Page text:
Director of National Intelligence Lt. Gen. James R. Clapper, USAF (Ret.), once observed that one of the peculiar behaviors of the intelligence community is to erect totem poles to the latest fad, dance around them until exhaustion sets in, and then congratulate oneself on a job well done.
One of our more recent totem poles is big data. Big data is a byproduct of the wired world we now inhabit. The ability to amass and manipulate large amounts of data on computers offers, to some, tantalizing possibilities for analysis and forecasting that did not exist before. A great deal of discussion about big data has taken place, which in essence means the possibility of gaining new insights and connections from the reams of new data created every day.
Or does it?
Some interesting assumptions about big data need to be probed before we dance some more around this totem pole. A major problem is the counting rules. Eric Schmidt, the chairman of Google, has said, “We create as much information in two days now as we did from the dawn of man through 2003.” He quantifies this as five exabytes of data (5 x 1018). Schmidt admittedly counts user-generated content such as photos and tweets, for example. All of this may be generated; but is it information, and more importantly, is it intelligence?
This data clearly is information—to someone—but very little of it would qualify as intelligence. It does qualify as a very large haystack in which there are likely to be very few needles that will be of use to anyone engaged in intelligence. To cite a more relevant example, the National Security Agency (NSA) programs lately in the news went through millions of telephone metadata records, which led to 300 further inquiries. The argument can be made that without the NSA metadata program, these leads might not have existed at all; but a means-and-ends argument remains over the larger big data claims.
It is intriguing that most of the more optimistic claims about the possibilities of big data come not from intelligence analysts or their policy customers but from people in information technology. This is self-serving, to be sure, but it does raise concerns about hype. Beyond examples such as the NSA program or link analysis, there have not been many concrete examples of specific applications of big data. Some do exist: the terrorism connections so noted; the details of weapons systems; or economic data. However, no amount of data will get at some of the key questions uppermost on the minds of policy makers: intentions. What North Korea or Iran or any other nation or leader will do next is not very susceptible to data. Moreover, as one senior policy official remarked, “I do not want data, I want knowledge and insight.” This is an extremely important point: our customers want knowledge and insight, not data. And no; data in and of itself will not necessarily produce knowledge and insight, any more than crowds will produce wisdom.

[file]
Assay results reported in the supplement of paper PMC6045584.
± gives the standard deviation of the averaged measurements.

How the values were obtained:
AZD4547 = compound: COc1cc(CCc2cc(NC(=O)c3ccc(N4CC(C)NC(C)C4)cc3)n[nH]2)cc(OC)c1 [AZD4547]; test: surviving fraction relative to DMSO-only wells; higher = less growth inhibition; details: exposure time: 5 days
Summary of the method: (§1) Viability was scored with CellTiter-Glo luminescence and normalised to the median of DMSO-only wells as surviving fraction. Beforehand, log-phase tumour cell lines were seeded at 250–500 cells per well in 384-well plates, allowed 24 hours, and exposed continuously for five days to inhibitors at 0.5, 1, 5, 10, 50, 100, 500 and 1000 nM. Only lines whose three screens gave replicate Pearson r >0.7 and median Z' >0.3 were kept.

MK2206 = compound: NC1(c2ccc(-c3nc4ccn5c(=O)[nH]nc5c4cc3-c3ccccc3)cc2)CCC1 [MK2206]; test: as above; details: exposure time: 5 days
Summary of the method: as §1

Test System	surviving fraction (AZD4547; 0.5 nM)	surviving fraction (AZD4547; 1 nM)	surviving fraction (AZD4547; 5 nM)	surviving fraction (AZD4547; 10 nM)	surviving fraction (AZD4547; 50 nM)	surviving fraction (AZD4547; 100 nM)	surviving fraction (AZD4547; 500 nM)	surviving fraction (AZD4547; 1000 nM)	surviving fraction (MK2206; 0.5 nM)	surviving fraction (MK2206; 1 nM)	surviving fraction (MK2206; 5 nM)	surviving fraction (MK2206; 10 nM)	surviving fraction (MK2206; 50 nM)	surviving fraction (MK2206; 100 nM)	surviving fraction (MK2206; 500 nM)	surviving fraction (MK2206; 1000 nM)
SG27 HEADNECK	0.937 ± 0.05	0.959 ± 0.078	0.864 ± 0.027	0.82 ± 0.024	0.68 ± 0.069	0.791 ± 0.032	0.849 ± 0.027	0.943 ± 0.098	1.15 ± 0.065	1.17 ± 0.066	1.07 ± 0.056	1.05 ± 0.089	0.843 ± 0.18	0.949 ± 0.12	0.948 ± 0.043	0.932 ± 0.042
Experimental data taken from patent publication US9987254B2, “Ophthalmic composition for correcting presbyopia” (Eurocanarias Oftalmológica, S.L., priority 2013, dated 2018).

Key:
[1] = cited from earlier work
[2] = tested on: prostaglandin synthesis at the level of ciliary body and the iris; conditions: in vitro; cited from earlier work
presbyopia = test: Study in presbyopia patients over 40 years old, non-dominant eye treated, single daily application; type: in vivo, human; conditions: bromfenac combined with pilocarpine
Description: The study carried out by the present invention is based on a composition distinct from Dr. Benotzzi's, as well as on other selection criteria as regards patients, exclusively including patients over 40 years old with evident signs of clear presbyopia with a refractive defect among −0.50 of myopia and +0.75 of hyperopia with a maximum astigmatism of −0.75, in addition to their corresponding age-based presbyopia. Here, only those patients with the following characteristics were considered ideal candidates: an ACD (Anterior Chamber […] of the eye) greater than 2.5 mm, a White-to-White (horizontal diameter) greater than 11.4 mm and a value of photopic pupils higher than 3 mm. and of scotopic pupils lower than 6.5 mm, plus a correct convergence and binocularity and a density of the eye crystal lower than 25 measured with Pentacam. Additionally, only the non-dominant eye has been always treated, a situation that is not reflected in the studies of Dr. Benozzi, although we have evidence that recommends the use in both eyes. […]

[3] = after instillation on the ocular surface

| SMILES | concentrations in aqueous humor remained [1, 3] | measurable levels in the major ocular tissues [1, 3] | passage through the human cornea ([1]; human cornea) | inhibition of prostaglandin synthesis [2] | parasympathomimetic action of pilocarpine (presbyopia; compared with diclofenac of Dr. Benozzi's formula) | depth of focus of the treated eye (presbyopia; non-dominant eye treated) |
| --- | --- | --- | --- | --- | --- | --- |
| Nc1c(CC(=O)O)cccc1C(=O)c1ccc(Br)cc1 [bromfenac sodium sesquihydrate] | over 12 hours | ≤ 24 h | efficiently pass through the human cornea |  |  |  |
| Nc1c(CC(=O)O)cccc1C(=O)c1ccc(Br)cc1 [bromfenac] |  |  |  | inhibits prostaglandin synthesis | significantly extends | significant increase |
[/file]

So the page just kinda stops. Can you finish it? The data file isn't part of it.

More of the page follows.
Some pushback on the utility of big data has taken place. As several analysts have noted, correlation, which is relatively easy with data, does not equal causation. The Iraq weapons of mass destruction experience is a good illustration of this pitfall. It is easy to confuse large amounts of data with in-depth knowledge and expertise. To a certain degree, data are much easier to deal with as they are almost mechanical and can give the illusion of useful insights when they actually may be somewhat ephemeral. As Kenneth Cukier and Viktor Mayer-Schoenberger noted in a 2013 article in Foreign Affairs: “Big data is a resource and a tool. It is meant to inform, rather than explain … .”
The real threat is the big data hype will drag the intelligence community even further from what should be one of its main contributions to policy makers: creating and disseminating in-depth knowledge. The intelligence community used to be the fount of knowledge on certain key topics. This has faded in the last decade or so for several reasons. First, many issues have been jostling for attention at the top of the priority list, instead of one main issue such as the Soviet Union. Second, our two predominant concerns of the past decade—counter-terrorism and counter-insurgency—essentially are tactical issues. So, we have lost strategic focus and strategic capability. This becomes serious as we look at the now-dominant cadre of analysts we have hired since 2001, most of whose experience has been tactical.
Analytical managers therefore will have to be on guard to assure themselves that their analysts also continue to be “knowledge workers,” a term coined by Peter Drucker around 1959 to connote someone who works primarily with information or who develops and uses knowledge in the workplace. Creating knowledge goes back to expertise. Big data are not enough. What the data mean, in context, and being honest about what the data do not tell us, would be much more useful as an analytical guideline than the continued, unjustified hype.
Mark M. Lowenthal is the president and chief executive officer of The Intelligence and Security Academy. For another perspective on this question, see "A Longtime Tool of the Community" by Lewis Shepherd.